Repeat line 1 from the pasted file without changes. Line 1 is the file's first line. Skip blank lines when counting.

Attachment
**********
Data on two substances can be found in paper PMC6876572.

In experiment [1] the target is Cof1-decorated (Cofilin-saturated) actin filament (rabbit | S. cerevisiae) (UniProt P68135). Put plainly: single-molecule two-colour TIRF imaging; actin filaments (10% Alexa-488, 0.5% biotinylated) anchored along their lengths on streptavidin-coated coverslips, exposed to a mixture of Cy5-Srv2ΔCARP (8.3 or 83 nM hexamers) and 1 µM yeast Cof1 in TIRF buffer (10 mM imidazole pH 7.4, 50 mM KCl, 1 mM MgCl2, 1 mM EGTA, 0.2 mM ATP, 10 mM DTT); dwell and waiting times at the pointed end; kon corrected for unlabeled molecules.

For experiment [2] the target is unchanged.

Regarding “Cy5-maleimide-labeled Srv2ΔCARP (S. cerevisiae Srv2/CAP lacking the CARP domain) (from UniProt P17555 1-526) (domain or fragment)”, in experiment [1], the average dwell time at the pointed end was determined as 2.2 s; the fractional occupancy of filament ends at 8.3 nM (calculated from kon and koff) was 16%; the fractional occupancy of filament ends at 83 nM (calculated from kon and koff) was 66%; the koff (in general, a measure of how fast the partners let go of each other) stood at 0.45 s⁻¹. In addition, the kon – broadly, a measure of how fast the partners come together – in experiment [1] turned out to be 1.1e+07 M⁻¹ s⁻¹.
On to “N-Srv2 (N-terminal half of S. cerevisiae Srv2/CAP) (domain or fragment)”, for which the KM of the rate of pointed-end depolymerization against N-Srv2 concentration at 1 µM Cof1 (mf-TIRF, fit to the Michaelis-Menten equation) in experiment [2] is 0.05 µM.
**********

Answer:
Data on two substances can be found in paper PMC6876572.